While running for UCP leader Kenney signed a “Grassroots Guarantee.” He claimed it would “let us develop policy in the same way we created the party—democratically, with the grassroots members in charge.” This claim was quickly tested. In May 2018 the UCP held a policy convention where party members passed a resolution that would allow schools to notify parents if their child joined a gay–straight alliance. It was an out-gay-kids policy. Kenney told reporters it wouldn’t be on the party platform. “Guess what—I’m the leader,” he said. “I hold the pen.”
In other words, in Jason Kenney’s UCP, all opinions are equal, but some opinions are more equal than others. Instead of social issues, Kenney wanted the election to focus on the economy, as per the polls: “Forty-seven per cent of people in Alberta think pipelines or the economy are the most important issues facing the province,” a CBC poll reported in 2018. “Other issues, like education and health care, don’t even come close.”
The NDP also focused on those top-of-mind issues. In 2015 they had brought in the Climate Leadership Plan, which imposed a carbon levy, accelerated the phase-out of coal power in Alberta and—with the support of chief executives from Suncor, Cenovus, Shell Canada and Canadian Natural Resources—imposed a cap on greenhouse gas emissions from the oil sands. Prime Minister Trudeau gave federal approval for two oil pipelines out of Alberta—Trans Mountain and Enbridge Line 3—and said, “This would not be possible without the leadership of the Notley government.”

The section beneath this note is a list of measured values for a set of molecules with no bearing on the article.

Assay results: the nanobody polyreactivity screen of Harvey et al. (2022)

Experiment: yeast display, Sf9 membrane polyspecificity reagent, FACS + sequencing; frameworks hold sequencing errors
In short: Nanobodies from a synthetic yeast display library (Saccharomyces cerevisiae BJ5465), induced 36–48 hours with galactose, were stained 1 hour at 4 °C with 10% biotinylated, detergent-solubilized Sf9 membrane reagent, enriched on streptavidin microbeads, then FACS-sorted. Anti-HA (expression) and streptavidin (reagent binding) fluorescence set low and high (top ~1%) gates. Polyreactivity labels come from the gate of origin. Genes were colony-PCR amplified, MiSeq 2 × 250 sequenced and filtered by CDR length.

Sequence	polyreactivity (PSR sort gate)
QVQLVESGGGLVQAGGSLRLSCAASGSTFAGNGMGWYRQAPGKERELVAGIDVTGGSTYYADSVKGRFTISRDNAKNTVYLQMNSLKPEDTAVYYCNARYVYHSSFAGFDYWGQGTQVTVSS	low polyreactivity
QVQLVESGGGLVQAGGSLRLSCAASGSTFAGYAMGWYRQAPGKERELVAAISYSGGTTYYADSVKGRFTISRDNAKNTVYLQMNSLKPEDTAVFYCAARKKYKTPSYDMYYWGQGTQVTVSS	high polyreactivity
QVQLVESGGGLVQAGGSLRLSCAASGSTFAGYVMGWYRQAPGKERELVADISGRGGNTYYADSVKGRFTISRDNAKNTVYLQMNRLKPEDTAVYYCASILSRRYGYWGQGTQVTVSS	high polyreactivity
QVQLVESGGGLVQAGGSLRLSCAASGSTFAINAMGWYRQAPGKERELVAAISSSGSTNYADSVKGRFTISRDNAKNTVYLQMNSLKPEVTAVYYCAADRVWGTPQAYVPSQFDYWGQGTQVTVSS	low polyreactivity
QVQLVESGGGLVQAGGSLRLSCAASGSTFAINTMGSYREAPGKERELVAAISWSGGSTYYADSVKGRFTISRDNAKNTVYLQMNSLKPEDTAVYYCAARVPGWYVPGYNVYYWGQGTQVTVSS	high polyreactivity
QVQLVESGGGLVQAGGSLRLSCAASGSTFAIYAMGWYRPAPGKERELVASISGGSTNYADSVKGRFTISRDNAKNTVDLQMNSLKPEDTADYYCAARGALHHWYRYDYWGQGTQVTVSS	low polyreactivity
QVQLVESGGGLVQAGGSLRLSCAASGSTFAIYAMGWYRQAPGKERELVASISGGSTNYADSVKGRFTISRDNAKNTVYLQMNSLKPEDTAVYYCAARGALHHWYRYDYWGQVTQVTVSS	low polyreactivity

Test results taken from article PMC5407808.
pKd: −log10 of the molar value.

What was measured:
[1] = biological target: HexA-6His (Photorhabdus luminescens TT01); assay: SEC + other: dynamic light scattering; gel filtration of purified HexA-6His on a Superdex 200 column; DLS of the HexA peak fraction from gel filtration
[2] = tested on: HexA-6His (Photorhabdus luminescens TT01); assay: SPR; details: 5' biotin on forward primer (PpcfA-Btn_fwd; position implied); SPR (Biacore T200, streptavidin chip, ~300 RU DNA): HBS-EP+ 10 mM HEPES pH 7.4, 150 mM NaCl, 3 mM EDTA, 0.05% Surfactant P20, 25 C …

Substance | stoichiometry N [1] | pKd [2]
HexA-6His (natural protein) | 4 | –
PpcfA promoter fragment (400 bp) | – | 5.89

But the pipeline plans hit a snag. On August 30, 2018, the Federal Court of Appeal dismissed the approval of Trans Mountain because the federal government failed in its duty to consult “in a considered, meaningful two-way dialogue” with affected First Nations. The NDP had claimed their climate policy won “social licence” for pipelines and that construction would start on Trans Mountain by the spring. Now it wouldn’t happen.
Kenney pounced. He promised that if elected the first act of his government would be to repeal the “punitive” $30-a-tonne carbon tax. The federal Liberal government had said it would impose a carbon tax on provinces that didn’t have one, so Kenney’s promise was really a pledge to give provincial revenue to the feds, but politically that didn’t matter: Polls said Alberta’s carbon tax was unpopular.
Rage was a common mood at UCP events, anger mixed with paranoia…. The angry rhetoric and the flirtation with the far right were not isolated events.
Ontario’s new Conservative premier, Doug Ford, came to Calgary, and he and Kenney held an anti-carbon-tax rally for 1,500 raucous attendees who shouted and cheered as Kenney bashed at the spectre of Trudeau and Ford condemned “the worst tax ever!” A country rock band at the event changed the lyrics of “Sweet Home Alabama” to reflect the crowd’s antipathy to people such as Neil Young, the singer who once compared the oil sands to Hiroshima:
I heard Neil Young sing about her
I heard old Neil put her down
I hope Neil Young will remember
An Alberta man don’t need him around anyhow…